I really wanted to like this story but unfortunately this didn’t work for me. Ultimately I’m blaming the fact that humour (or humor, and that missing u may have been the issue) is more subjective than any other form of writing. Think ‘The Hangover’ and ‘Dirty Grandpa’ and you have the sort of humour that most closely resembles this book. I found both of those films amusing in places but mostly just embarrassing. That pretty much sums up the way I felt when reading this book.
John Inman can write. My issue here isn’t with the writing. (Actually, that’s not true there is one issue with the writing but I’ll come to that later. And it’s not a deal breaker for me if I’m really invested in the story.)
The dog. Chester/Noodles. Brings the couple together. Great plot device for a romance. The animosity surrounding the return of Chester/Noodles was great and should have gone on longer IMHO.
The cover – I know it’s not everyone’s cup of tea but I like Paul Richmond’s artwork. And it does have the right feel for the content.
Multicultural/interracial romance. There aren’t enough of these around.
Grandpa – Grandpa is a scream. A funny comic creation. Horny and happy to explore his sexuality. The scene at the dinner table was priceless and possibly my favourite part of this book. He’s also obviously adores Dill and is his greatest advocate. His speech when Dill brought Hector over for dinner brought a lump to my throat.
The cover – Hector (the guy in the front) is supposed to be Mexican. Dill harps on constantly about the contrast between their skin tones. Brown. He uses the word brown a lot when talking about Hector. So why is this not reflected in the cover.
The head-hopping – OMG. So much head hopping. Bad enough if it was just between the MCs but we had side characters getting in on the act on occasions. At some points I had no clue whose POV we were in.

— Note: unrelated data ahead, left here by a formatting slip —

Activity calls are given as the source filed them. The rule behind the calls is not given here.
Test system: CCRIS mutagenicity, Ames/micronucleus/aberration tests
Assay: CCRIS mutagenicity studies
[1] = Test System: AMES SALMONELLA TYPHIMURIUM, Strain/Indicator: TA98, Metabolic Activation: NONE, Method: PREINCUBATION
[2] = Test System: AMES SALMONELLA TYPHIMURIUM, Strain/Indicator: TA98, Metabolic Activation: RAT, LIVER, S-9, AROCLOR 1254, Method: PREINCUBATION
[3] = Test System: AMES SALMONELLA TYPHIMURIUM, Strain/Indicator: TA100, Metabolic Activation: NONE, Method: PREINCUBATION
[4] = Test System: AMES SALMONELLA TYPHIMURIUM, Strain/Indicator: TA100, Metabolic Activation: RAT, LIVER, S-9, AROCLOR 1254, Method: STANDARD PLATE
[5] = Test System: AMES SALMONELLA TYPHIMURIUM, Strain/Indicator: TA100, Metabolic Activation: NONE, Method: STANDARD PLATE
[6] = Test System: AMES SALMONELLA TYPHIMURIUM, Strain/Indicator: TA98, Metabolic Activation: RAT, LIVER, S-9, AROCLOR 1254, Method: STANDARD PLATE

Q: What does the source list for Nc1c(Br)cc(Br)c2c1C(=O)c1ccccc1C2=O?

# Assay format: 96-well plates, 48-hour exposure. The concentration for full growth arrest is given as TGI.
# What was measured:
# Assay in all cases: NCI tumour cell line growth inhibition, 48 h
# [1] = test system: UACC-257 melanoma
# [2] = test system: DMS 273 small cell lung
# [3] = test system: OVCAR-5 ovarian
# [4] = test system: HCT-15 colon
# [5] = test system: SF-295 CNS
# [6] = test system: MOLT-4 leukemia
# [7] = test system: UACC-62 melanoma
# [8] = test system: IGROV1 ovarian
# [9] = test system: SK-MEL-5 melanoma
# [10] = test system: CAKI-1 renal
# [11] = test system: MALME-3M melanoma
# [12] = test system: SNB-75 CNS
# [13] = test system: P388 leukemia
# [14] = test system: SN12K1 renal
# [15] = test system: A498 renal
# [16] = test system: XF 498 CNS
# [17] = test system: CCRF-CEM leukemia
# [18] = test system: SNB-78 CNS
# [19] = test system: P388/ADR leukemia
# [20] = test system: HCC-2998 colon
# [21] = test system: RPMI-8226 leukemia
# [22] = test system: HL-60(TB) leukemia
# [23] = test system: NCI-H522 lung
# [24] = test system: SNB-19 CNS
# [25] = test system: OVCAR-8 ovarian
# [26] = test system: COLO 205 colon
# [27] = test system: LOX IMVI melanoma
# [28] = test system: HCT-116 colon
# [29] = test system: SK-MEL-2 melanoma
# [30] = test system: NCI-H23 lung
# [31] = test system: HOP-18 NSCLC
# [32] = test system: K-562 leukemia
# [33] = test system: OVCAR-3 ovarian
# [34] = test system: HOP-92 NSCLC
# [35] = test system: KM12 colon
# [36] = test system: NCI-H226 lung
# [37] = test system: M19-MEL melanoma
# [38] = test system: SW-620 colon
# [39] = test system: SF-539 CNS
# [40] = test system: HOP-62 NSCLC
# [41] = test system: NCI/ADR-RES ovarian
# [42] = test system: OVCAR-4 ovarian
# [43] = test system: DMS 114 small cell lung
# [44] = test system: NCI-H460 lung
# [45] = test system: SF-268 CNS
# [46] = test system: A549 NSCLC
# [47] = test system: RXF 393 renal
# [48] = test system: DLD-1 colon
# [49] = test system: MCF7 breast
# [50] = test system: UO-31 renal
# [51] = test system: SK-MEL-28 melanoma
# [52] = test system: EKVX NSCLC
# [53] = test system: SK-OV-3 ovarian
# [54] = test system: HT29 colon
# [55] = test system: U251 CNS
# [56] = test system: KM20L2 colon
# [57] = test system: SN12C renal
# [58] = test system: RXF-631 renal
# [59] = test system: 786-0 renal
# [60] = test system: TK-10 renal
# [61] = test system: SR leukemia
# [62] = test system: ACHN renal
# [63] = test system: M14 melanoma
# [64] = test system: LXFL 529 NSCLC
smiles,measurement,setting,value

Insta-love – I’m all for instant attraction and whirlwind romance but they had two ‘non-dates’ and then they were moving in together. This after Hector had confessed to wanting to take things slow and having trust issues due to a former abusive relationship.
The self-editing – Dill is a writer and he self-edits in his head. That got annoying fast, as did reading some long-arsed sentences that were excused with the ‘that thought needs editing’ line at the end of the passage.
The geriatric threesome – More power to them that they all got their groove on but I didn’t need to read about them discussing it. Or Dill imagining it.
The villain – Just give him a moustache to twirl in a ridiculous manner and let him tie Hector to the train tracks.
The side characters – I’ve thought a while about whether to comment on this because nobody else has picked it up but I found the way he wrote a lot of the side characters to be borderline offensive. I know it was being played for laughs but every immigrant was fat or ugly, had an annoying screechy voice or bad hygiene, or was a homophobe with a hard-on for guys and a wife so fat she couldn’t leave the house. At the rescue, Dill’s Dad and friends arrived armed with plungers, mops, and wrenches (fine, they were plumbers), while Hector’s Mexican cousins arrived armed with switchblades, bicycle chains, and a burrito. Like I say, I can’t find another review that considered this an issue, but it made me uncomfortable. So much so that I nearly DNF’d.
This was my first read by John Inman. It won’t be my last. I’m willing to try another book, well another four, because I read this as part of the John Inman’s Greatest Hits anthology. But I might take a break before I read the next one.